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Davina McCall’s powerful post goes viral after split from husband Matthew Robertson

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Kayleigh Dray
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Davina McCall has confirmed that she and her husband, Matthew Robertson, have called time on their relationship – and she did it with all the grace, class and positivity that we’ve come to expect from the Big Brother star.

McCall and Robertson have, for a very long time, been one of the internet’s favourite couples. Since tying the knot back in 2000, they have always had one another’s backs – and McCall has always made a concerted effort to be honest about their relationship and the work that goes into maintaining it, especially in the public eye.

Now, though, the beloved TV personality has confirmed that she and Robertson are separating after 17 years of marriage.

Speaking to OK! Magazine, she said: “I am very sad to say that Matthew and I have separated.

“Our amazing children are our number one priority, above everything else so therefore we ask for as much space and respect from the media as possible while our family goes through this difficult time.”

It was the powerful and uplifting post that accompanied the news, however, that truly spoke to McCall’s fans.

“Every morning we get a chance to be different,” it read. “A chance to change. A chance to be better.

“Your past is your past. Leave it there. Get on with the future part.”

A post shared by Davina Mccall (@davinamccall) on

Sharing the quote with her 734,000 Instagram followers, McCall added: “I really know about this one.”

The Long Lost Family star continued: “I have made so many mistakes in my life, but there is always a new day.”

It’s an incredibly healthy attitude – and one which is recommended by relationship experts all over the world. Indeed, Sara Davison (aka ‘The Divorce Coach’) previously told stylist.co.uk that we all need to make a point of conducting a thorough Break-Up Debrief after every relationship ends. Which means, essentially, that we need to “take a long, hard look at what really happened and be honest about [our] part in the breakdown, as well as [our] own failings”.

“‘If you keep on doing what you have always done, you are going to get the same results’ is an age-old saying with so much truth behind it,” explains Davison, going on to explain that there is a lesson to be learned in every break-up – one which will usually “help you limit the chances of getting heartbroken again, and is a vital relationship procedure”.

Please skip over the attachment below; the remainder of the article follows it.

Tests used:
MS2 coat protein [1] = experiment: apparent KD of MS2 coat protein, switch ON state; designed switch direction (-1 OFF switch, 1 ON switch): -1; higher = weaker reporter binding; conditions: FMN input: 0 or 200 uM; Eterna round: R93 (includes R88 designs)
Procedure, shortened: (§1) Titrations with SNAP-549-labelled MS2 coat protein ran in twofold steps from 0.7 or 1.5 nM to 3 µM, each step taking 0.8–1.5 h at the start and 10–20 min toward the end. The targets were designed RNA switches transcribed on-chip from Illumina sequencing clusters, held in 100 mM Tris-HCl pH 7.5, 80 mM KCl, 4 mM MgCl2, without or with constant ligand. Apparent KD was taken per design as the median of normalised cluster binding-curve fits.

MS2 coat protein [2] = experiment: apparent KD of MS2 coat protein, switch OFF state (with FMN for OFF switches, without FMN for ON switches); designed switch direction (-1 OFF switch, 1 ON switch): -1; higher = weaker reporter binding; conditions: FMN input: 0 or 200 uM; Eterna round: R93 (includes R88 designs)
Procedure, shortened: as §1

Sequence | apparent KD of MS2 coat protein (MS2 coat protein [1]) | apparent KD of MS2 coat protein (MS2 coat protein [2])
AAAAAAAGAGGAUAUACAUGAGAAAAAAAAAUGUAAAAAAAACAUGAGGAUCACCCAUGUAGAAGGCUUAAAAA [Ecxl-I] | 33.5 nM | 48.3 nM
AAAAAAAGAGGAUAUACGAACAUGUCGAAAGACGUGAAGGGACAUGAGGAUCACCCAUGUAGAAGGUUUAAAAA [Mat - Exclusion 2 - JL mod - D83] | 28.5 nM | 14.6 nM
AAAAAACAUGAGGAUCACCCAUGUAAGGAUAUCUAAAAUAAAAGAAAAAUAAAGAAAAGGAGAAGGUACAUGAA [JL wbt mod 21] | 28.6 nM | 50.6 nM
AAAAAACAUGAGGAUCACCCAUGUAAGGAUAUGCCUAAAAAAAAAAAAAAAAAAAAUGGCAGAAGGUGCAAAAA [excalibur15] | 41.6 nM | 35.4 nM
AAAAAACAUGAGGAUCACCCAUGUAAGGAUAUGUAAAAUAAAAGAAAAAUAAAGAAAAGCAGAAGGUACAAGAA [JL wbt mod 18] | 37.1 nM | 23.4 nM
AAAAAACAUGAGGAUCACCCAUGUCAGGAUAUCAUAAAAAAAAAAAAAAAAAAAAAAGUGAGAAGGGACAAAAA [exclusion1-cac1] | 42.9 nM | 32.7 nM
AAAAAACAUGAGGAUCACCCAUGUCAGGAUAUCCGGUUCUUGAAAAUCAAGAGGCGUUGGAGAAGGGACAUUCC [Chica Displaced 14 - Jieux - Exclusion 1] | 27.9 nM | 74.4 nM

“You may discover you chose the wrong partner because your values in life were totally incompatible,” she says. “You may find out that your behaviour was much more of an issue than you ever realised. You may discover that you missed the warning signs, even though they were there, loud and clear.

“Even if it wasn’t your fault that the relationship ended, take a step back and use this exercise as a chance to see why you were not compatible, what the warning signs may have been and what you could have done differently. It’s important to be honest with yourself and even brutal at times, as it’s all too easy to blame our ex for all the problems. But remember: it does take two to tango.”

A post shared by Davina Mccall (@davinamccall) on

Of course, McCall has always been quick to recognise herself as a “work in progress” – or someone that is constantly adapting and evolving to keep up with the events unfolding all around her. Indeed, the presenter actually penned a book titled Lessons I’ve Learned (with the strapline ‘I’ve made the mistakes so you don’t have to’) in September 2016, in which she opened up about everything from her past battles with heroin and the death of her beloved sister, Caroline, to coping with her children’s infuriating habits.

Speaking to the Mail Online about the book, McCall said: “I really believe that I am a work in progress, I feel as though I am learning every day. I learn from every situation, every person I meet.

“Sometimes I am unwilling at the time to see it… maybe the lesson hurt or embarrassed me and it’s only with hindsight I can feel how much it taught me. At other times I am desperate to learn – I may be stuck in some emotional rut or a parenting quandary or a self-esteem collapse and turn to others for help.”

Images: Rex Features

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Kayleigh Dray

Kayleigh Dray is editor of Stylist.co.uk, where she chases after rogue apostrophes and specialises in films, comic books, feminism and television. On a weekend, you can usually find her drinking copious amounts of tea and playing boardgames with her friends. 

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